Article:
The West End was fantastic, I do have a special love for London. Being on tour is amazing, I enjoyed seeing all the different places, but there is something special about being in the West End where a lot of my friends are. I’ve lived here since I was nineteen so it’s quite a long time for me, I’ve got my friends in Manchester but I’ve got a big network here ‚Äď it’s where I go for dance classes, where my favourite place to go for coffee is and my boyfriend’s here, so being in the West End was like coming home and was really incredible. A lot of people have in their mind that the West End is the aim, but at my drama school, we were taught that the aim is to work, it doesn’t matter where it is but if you are working then you are successful. Someone in the West End is not more successful than somebody in regional theatre for a week, you’re still working. There is obviously that feeling of the West End is our aim, it’s a thing to aspire to and it lived up to¬†being incredible.

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What was the last show like to perform at Mayflower Theatre and how were the cast backstage?

We were so emotional, it was unbelievable. Three of us had already burst into tears before we did the school scene and we had to dry our eyes. It was so strange because it didn’t hit you in the matinee that this was the last day and then it came up to starting the last show when¬†Andy Williams’ speech comes on about mobile phones and it just hit three of us. I think me and Katy (Clayton) were the worst, I think she’d admit that, but that’s just because we love it and we were really sad. The audience were the best we could have asked for in that show ‚Äď the cheering, the willingness to let us take that audience on that journey ‚Äď it made it. I’ll remember it forever, especially them not stopping clapping at the end of Back for Good, to the point that we couldn’t come in for the final line because the audience were clapping so long and so loud that we couldn’t hear the music to come in for the final line and had to wait for them to go quiet. It was incredible. Me and Jayne actually started crying singing Back for Good to the point where we nearly couldn’t sing because we were so emotional. There’s a bit where she usually put a hand on my cheek and she just leant forward and grabbed me and we were just there crying and hugging on stage in front of everybody and I’ll never forget that. I get a bit emotional thinking about it but that was the journey me and Jayne had been on with this character and the connection we had, it was great and a special moment.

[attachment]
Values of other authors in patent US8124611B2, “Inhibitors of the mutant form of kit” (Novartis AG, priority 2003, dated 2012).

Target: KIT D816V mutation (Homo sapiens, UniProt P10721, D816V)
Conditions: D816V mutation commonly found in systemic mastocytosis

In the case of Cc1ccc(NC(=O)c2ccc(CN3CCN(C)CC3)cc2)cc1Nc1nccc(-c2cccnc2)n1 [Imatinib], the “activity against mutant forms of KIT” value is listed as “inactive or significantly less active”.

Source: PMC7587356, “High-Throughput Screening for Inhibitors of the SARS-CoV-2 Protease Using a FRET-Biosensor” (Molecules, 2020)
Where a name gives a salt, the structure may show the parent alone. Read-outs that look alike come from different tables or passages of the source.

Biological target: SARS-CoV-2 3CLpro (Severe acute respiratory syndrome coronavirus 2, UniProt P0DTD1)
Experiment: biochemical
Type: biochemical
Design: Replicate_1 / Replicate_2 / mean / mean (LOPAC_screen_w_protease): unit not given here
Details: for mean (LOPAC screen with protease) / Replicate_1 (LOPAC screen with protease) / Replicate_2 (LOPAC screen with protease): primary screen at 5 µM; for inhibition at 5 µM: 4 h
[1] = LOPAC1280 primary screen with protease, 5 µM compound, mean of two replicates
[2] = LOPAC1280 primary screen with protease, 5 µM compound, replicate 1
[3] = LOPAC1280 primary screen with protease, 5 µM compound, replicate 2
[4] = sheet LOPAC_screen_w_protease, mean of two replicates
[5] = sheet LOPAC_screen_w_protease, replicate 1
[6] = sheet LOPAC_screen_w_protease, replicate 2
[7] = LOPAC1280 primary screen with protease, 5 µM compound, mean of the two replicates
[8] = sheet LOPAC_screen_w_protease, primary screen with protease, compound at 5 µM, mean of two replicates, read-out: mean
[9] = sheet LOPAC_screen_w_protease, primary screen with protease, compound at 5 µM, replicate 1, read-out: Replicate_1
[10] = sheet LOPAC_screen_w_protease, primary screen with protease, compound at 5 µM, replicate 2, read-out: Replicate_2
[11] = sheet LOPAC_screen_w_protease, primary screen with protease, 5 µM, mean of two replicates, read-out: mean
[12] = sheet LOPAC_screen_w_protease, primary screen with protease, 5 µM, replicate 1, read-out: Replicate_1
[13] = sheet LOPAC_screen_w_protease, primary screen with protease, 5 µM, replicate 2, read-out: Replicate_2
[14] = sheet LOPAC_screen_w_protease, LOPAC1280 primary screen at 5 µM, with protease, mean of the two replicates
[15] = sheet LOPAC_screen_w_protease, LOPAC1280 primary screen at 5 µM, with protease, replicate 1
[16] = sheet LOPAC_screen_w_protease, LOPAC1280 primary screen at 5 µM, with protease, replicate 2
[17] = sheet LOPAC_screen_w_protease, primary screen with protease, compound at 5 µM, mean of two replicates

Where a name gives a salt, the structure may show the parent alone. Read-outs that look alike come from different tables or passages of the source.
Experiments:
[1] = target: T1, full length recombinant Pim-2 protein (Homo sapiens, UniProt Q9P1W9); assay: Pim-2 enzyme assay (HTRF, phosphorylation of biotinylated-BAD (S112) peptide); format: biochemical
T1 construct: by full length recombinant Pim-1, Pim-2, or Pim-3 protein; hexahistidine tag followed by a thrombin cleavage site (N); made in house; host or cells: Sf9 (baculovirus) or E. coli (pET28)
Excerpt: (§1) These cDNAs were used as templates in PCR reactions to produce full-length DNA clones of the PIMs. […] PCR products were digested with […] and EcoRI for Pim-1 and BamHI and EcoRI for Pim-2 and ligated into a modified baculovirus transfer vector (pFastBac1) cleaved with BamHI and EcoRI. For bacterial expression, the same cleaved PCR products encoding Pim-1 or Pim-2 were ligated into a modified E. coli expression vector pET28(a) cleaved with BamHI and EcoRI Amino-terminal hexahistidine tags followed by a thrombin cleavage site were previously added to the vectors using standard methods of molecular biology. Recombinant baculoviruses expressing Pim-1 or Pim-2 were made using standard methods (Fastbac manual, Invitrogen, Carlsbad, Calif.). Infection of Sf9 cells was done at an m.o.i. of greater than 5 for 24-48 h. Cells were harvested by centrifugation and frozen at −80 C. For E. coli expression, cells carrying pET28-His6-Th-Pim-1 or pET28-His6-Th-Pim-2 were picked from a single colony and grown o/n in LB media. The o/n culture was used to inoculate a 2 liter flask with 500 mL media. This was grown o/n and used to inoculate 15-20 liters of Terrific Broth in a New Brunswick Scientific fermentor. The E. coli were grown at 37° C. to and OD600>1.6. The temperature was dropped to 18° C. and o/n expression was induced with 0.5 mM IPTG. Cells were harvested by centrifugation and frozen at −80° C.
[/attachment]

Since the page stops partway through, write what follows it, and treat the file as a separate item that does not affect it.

What’s your best memory from your time in the show?

Oh, that’s a hard question. Too many! Performing with Lulu and Take That right back in Manchester was pretty incredible. I absolutely love Take That’s music but a lot of the songs I didn’t know because I was six when they split up, so I was aware of the music but not of the group so much. However, I used to sing Lulu’s music in my school shows and who doesn’t know that Lulu sang Shout. I was incredibly excited to meet Take That, but I was more starstruck meeting Lulu and she was so great. I walked past her on the stairs and she was waiting for Take That to come to their dressing room so she could go and talk to them and I was like ‘I’m taking my chance’. I was like, “Lulu, I just want to say, it’s a real pleasure to meet you because I used to sing your songs in school” and she then went, “what’s your name?” and I said “Lauren” and she asked if I wanted a picture and I said yes and I got a picture but just as we were taking it, these camera crews started walking past so it’s blurry. You can see it’s her and you can see it’s me and I am happy with that, it doesn’t need to be clear, you can tell who it is! I’ve got that picture now so that’s quite a memory.